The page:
Going into the IES Abroad Vienna program, I am ignorant of most things. I don’t know who my private horn teacher will be, I haven’t met any of the people I’ll be living with, I’m not sure whether I’ll do well enough during my “on-site” audition to get into the Performance Workshop, I don’t know what my weekly or daily schedule will look like, and I don’t know how to speak German beyond “Ich komme aus Amerika,” which I’m sure people will be able figure out on their own. So when my friends and family, since the day I decided to study abroad, have asked me questions about what my daily life will be like in Austria, all I’ve been able to tell them is that I have no idea. And while I tried to act like I was cool with the fact that I didn’t know what I was getting myself into, in my head I was constantly anxious.
Upon arriving in Austria today, however, I’ve learned that no amount of logistical information would actually show me what my experience here is going to be like. I’m just going to have to experience it. And isn’t that where the thrill lies? Just in traveling here, I came across so many weird, unforeseen hurdles despite all the research I did on the airlines I was travelling with. Because I was visiting family in Pakistan for a week before coming to Vienna, I had to take my instrument (a French horn) with me from the US to Pakistan, and then from Pakistan to Vienna.
The main thing I’ve learned after traveling internationally with an instrument is that not all airlines, or airports, are created equal. While traveling to Pakistan from Dulles International Airport (Washington, DC) with Emirates Airline, I ran into no opposition while trying to bring my horn onto the plane as a carry-on. A few employees asked what it was that I was carrying, but after hearing that it’s an instrument they were totally fine with me storing it in the overhead bin.
Traveling to Vienna, however, I had a completely different experience. This time I travelled with Qatar Airways, and the employees at Jinnah International Airport in Karachi were adamant that I could by no means take my horn on as a carry-on. And I was adamant that I could. So we went back and forth, and the customs and immigration lines had taken so long that even though I arrived at the airport almost three hours before departure, as I was arguing with an employee, I was also ten minutes from the gate closing for my plane. Eventually, I was able to have my horn carried by hand into the cabin, but when I got it in Vienna, the bell was bent. Not extremely damaging, but extremely disappointing, and an expensive fix.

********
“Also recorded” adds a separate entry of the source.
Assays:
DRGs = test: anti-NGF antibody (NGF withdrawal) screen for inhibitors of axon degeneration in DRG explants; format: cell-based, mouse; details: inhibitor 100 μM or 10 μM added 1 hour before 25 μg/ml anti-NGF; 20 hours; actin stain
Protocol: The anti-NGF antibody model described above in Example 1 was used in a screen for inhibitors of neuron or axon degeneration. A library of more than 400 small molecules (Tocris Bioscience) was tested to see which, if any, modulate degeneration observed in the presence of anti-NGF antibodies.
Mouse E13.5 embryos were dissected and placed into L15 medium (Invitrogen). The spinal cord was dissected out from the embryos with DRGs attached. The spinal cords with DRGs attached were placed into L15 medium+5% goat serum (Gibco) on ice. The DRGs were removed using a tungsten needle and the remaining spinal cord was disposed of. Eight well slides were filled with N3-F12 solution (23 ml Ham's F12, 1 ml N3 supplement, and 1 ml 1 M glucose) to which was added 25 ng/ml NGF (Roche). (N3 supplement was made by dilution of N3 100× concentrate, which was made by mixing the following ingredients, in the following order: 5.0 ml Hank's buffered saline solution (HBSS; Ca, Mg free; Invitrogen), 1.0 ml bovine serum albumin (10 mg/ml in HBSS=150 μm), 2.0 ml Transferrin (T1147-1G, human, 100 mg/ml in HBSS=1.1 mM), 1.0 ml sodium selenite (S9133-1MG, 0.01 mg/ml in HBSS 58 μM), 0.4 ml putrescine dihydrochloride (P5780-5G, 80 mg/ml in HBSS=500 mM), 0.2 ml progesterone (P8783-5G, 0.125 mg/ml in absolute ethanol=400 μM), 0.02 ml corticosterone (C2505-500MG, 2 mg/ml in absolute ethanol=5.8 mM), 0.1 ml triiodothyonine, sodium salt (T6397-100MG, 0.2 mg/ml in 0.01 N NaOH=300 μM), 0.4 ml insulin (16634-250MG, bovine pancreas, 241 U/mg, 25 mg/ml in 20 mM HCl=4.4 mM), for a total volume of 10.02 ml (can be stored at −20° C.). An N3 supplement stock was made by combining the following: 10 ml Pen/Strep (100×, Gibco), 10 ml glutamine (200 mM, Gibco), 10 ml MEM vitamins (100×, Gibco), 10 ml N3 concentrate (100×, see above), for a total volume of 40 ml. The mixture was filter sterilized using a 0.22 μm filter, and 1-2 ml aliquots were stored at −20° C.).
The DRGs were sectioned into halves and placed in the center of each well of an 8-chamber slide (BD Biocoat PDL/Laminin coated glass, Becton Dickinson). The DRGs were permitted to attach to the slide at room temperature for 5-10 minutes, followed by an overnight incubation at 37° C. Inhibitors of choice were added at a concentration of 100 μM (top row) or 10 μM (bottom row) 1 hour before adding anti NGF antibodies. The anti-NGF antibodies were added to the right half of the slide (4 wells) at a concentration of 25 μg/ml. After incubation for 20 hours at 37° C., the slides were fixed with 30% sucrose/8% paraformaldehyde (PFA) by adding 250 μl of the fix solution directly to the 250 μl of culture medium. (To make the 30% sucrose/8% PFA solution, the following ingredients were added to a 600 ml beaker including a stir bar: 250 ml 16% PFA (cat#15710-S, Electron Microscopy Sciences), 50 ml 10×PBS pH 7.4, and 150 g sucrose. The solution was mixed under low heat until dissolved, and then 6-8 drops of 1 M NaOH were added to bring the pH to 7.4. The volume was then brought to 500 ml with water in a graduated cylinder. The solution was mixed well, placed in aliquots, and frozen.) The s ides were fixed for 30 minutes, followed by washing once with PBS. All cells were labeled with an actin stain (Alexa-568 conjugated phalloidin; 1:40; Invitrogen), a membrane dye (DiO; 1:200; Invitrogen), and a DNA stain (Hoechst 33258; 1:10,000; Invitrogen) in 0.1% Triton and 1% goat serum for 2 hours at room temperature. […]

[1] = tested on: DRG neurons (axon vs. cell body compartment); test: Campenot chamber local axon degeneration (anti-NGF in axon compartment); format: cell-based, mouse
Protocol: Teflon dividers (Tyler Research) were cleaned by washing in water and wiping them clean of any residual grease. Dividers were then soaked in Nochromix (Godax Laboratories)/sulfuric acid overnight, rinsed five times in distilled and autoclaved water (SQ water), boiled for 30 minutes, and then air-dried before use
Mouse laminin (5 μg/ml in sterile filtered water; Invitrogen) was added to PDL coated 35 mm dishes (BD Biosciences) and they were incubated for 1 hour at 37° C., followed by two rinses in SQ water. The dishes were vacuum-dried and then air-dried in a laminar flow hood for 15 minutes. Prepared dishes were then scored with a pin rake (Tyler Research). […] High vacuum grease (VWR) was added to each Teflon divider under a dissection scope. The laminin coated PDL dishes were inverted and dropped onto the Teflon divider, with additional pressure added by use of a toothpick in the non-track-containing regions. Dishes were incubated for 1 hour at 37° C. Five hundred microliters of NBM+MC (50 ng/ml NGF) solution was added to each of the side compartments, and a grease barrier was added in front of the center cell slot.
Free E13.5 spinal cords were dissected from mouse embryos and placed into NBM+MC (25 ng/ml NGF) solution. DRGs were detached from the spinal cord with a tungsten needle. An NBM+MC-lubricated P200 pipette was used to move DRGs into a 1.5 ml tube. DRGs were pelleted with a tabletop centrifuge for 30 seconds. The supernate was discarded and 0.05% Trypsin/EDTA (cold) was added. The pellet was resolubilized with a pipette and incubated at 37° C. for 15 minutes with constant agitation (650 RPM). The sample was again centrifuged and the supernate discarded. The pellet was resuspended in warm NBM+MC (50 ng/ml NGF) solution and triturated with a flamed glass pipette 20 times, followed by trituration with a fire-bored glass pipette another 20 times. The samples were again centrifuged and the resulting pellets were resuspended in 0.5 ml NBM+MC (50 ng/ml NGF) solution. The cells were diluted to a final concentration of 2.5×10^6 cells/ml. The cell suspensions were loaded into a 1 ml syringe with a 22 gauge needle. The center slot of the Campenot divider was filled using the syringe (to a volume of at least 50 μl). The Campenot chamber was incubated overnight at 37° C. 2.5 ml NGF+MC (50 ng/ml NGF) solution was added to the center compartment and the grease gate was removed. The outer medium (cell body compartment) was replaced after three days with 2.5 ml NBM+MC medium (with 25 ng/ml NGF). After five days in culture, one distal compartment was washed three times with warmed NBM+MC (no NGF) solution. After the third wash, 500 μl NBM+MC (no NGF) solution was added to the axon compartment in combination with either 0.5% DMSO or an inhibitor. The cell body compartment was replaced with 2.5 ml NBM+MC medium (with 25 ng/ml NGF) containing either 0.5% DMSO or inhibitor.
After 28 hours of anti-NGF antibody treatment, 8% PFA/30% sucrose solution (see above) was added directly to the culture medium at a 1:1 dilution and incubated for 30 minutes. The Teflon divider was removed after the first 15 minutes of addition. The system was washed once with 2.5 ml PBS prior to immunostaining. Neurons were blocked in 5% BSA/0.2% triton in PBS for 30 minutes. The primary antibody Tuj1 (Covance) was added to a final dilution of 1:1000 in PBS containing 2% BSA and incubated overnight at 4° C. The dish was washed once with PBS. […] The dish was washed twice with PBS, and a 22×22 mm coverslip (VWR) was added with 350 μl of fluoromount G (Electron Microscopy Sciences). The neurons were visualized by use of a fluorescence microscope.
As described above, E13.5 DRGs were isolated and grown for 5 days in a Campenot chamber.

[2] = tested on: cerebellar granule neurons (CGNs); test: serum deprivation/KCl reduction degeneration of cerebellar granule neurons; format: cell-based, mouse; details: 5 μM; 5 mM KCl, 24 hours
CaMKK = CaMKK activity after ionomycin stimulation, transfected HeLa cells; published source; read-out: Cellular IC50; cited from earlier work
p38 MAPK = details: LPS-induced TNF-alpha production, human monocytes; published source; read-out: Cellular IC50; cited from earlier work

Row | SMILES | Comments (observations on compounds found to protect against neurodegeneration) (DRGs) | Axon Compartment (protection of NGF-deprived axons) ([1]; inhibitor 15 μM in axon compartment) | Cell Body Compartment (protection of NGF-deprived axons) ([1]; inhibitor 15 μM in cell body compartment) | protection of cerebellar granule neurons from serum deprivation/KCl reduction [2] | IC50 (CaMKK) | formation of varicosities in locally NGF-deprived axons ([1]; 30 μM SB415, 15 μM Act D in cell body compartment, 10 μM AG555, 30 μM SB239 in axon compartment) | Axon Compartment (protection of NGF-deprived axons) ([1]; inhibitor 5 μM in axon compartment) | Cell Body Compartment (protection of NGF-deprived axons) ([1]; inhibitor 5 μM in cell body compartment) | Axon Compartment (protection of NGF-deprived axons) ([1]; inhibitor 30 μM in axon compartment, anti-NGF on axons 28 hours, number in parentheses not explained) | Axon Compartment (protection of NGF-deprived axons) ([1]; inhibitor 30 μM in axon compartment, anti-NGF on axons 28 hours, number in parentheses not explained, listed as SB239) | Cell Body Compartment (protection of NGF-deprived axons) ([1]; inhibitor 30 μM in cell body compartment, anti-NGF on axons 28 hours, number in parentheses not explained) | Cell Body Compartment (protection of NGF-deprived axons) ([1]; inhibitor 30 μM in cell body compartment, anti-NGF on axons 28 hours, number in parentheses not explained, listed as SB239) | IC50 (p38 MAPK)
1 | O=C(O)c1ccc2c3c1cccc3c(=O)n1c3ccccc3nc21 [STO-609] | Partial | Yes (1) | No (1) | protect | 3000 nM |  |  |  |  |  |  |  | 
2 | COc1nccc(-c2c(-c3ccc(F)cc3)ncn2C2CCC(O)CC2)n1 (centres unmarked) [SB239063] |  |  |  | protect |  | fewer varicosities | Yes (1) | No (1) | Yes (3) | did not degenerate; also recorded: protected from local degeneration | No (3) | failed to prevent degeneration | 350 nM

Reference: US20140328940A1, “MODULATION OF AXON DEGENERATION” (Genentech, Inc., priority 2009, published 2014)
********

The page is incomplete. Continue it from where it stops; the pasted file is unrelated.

SO… If travelling with an instrument,
- Make sure you know for sure, before determining what to pack your instrument in (size and sturdiness of the case), whether or not the airline will let you bring it as a carry-on
- Don’t assume that because one airline met your needs, all of them will.
- Exchange currency ahead of time – I only had USD on hand, and when I had to pay an extra baggage fee, the airport would only take rupees. So I had to go back to the front of the building, exchange my currency, and go through the entire security line again.
Okay… now I’m leaving all of that negativity behind me. Tomorrow is the first day of our orientation, and I’m so excited to get to know Vienna. Attached are pictures from my travels in the past week: from Washington DC, to a 23-hour layover in Dubai, to Karachi, Pakistan and then finally, Austria.
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<p>Hello! I am currently in my second year at the University of Virginia, studying Economics and Music. I’ve decided to take a semester to study music in what is quite possibly the best place in the world to do it – Vienna, Austria. I have been playing the French horn for ten years, but I can’t wait for the new experiences Vienna will bring me, and to document and share all my adventures!</p>